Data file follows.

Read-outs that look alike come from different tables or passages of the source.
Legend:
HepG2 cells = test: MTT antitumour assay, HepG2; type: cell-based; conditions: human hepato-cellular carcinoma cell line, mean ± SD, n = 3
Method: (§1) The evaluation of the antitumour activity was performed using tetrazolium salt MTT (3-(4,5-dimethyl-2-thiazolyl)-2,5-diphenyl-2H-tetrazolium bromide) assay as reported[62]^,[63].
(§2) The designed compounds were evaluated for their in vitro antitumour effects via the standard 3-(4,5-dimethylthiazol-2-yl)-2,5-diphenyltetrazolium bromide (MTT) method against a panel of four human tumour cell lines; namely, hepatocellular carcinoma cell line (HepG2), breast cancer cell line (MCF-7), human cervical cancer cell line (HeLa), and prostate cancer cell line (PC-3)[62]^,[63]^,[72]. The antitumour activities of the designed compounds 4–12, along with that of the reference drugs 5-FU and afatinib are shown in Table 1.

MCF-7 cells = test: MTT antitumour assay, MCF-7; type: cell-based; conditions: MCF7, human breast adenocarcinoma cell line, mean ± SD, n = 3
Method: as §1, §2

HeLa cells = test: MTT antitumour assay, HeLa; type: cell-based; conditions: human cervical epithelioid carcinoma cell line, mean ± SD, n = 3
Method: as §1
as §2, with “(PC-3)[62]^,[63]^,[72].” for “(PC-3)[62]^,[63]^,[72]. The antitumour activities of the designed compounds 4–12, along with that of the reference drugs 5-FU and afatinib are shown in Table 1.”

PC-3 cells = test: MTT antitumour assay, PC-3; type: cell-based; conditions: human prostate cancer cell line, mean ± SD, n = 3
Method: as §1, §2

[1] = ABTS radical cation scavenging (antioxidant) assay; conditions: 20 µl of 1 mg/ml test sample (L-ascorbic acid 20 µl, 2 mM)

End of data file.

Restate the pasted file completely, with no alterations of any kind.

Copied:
Read-outs that look alike come from different tables or passages of the source.
Legend:
HepG2 cells = test: MTT antitumour assay, HepG2; type: cell-based; conditions: human hepato-cellular carcinoma cell line, mean ± SD, n = 3
Method: (§1) The evaluation of the antitumour activity was performed using tetrazolium salt MTT (3-(4,5-dimethyl-2-thiazolyl)-2,5-diphenyl-2H-tetrazolium bromide) assay as reported[62]^,[63].
(§2) The designed compounds were evaluated for their in vitro antitumour effects via the standard 3-(4,5-dimethylthiazol-2-yl)-2,5-diphenyltetrazolium bromide (MTT) method against a panel of four human tumour cell lines; namely, hepatocellular carcinoma cell line (HepG2), breast cancer cell line (MCF-7), human cervical cancer cell line (HeLa), and prostate cancer cell line (PC-3)[62]^,[63]^,[72]. The antitumour activities of the designed compounds 4–12, along with that of the reference drugs 5-FU and afatinib are shown in Table 1.

MCF-7 cells = test: MTT antitumour assay, MCF-7; type: cell-based; conditions: MCF7, human breast adenocarcinoma cell line, mean ± SD, n = 3
Method: as §1, §2

HeLa cells = test: MTT antitumour assay, HeLa; type: cell-based; conditions: human cervical epithelioid carcinoma cell line, mean ± SD, n = 3
Method: as §1
as §2, with “(PC-3)[62]^,[63]^,[72].” for “(PC-3)[62]^,[63]^,[72]. The antitumour activities of the designed compounds 4–12, along with that of the reference drugs 5-FU and afatinib are shown in Table 1.”

PC-3 cells = test: MTT antitumour assay, PC-3; type: cell-based; conditions: human prostate cancer cell line, mean ± SD, n = 3
Method: as §1, §2

[1] = ABTS radical cation scavenging (antioxidant) assay; conditions: 20 µl of 1 mg/ml test sample (L-ascorbic acid 20 µl, 2 mM)